Connectivity continues to improve
Beyond making products work together, smart home manufacturers also continue to look for ways to create connected devices that consume less power, so we don’t need to keep charging and changing batteries in everything we use. There were even companies showing off smart home products that charge wirelessly. All the connectivity standards have continued to improve in reliability and power consumption and vendors are shipping new products.
Most every wireless router vendor now has a Wi-Fi 6 version promising better coverage, higher speeds and more power efficiency, and dozens of smart home companies are now shipping products with the Z-Wave 700 series chipset, that will enable simple sensors to last for ten years or more on a coin-cell battery.
Last year at CES was the first time we heard of LoRa in a smart home device, and this year we saw it several places, in vendors as diverse as Nice, a leading European automation company, and Smart Mimic, a bay area start-up building tracking products. LoRa promises not only low-power consumption, but miles of range – so your products can talk to each other from really far away. So far, the only practical home application we can really think of for LoRa is a remote gate on a really big property, but there are many other possibilities we probably can’t even imagine yet.
CES getting personal
Now that technology is such a big part of our lives, companies continue to search for ways to use it to solve all of our problems.
At CES this year, one of the biggest areas of focus continues to be sleep. There is an entire section of the Sands Convention Center dedicated to sleeping better – with a dedicated Sleep Tech section on the show floor and many other companies showing off products designed to help you relax, meditate, or even use aromatherapy to create a better sleep environment. One of the most popular products at the show was the Motion Pillow, with what seemed to me a simple and uncomfortable concept – a pillow that automatically tilts your head to keep you from snoring – but people were waiting in line to try it. Ironically, blue light from our phones is probably what keeps most of us awake, but maybe all this other tech will help us overcome that and sleep better.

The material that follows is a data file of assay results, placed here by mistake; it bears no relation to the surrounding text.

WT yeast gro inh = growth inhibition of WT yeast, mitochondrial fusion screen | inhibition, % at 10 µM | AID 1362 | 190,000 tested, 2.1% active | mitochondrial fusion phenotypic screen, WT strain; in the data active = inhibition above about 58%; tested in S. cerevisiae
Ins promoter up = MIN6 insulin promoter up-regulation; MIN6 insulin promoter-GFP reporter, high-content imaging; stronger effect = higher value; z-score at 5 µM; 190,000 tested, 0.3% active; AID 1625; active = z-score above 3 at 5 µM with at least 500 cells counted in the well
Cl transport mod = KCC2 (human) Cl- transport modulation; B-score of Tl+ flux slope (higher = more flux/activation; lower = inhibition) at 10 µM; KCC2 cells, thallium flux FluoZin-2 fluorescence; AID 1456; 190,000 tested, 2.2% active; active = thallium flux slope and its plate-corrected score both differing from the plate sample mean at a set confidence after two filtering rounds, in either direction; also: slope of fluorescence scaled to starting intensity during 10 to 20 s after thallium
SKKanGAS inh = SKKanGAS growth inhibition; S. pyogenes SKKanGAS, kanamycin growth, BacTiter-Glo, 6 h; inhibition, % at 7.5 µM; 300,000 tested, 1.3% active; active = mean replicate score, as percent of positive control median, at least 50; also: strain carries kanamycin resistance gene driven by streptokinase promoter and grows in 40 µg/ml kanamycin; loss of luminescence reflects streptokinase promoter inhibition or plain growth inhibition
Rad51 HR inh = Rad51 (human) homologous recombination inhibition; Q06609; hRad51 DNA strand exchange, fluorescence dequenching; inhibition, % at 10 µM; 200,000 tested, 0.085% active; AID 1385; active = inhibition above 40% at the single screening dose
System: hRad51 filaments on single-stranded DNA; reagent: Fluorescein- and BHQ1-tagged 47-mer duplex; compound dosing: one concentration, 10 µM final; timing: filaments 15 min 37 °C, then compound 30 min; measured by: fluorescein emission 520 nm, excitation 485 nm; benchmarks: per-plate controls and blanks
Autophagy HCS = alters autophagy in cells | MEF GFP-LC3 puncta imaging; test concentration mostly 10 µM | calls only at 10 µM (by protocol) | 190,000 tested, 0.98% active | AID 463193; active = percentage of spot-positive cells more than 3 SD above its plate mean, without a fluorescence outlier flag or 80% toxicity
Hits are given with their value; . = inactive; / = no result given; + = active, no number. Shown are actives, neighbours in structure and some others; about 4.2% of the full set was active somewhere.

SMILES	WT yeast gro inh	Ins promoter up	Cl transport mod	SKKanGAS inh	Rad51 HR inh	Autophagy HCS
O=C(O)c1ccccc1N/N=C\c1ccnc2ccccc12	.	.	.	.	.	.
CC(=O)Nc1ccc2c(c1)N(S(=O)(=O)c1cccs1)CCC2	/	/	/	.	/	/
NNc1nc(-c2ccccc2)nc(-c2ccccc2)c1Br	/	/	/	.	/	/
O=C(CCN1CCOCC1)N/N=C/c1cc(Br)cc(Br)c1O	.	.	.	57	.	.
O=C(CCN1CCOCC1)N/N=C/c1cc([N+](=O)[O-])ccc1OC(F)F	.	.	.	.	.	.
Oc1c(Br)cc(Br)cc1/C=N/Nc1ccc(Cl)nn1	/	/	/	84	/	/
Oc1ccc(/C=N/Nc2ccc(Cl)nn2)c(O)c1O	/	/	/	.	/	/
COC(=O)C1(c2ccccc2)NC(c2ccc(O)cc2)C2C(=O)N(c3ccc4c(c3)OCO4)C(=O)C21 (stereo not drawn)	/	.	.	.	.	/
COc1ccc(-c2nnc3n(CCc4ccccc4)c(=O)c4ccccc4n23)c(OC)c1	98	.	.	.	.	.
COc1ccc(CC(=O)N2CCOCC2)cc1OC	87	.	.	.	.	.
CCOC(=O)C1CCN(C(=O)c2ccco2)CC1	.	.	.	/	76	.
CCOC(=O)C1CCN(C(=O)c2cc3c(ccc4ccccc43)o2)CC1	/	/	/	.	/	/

Beyond sleep, there were plenty more personal technology innovations on display to help measure, track and improve all areas of our lives. We saw multiple digestion trackers, some that kept track of your food coming in and going out, adult diaper sensors, connected Kegel trainers, and a Charmin fart detector and TP “RollBot.” (those last two were a joke, but still. Maybe next year?) Rather than keep your DNA private, DNA Nudge wants you to swab yourself and use your DNA to shop for products. And after much controversy, CES allowed vendors to display sex toys at this year’s show, with some guidelines. Some booths were more tasteful than others.
It seems there’s no limit to using technology and the Internet to make incremental improvements in our lives. As smart home enthusiasts, this shouldn’t surprise us. We can only wonder what we will see next year.
Smart Home technology continues to evolve and companies seem to be thinking through how to make home products smart instead of just shipping technology.
During the show, we discovered 30 of the best smart home technology products we think are worth exploring in 2020. Some of these are available now while others will be coming throughout the year. Watch our video to see these in action, and please subscribe so you won’t miss our more detailed CES videos and new product reviews coming soon.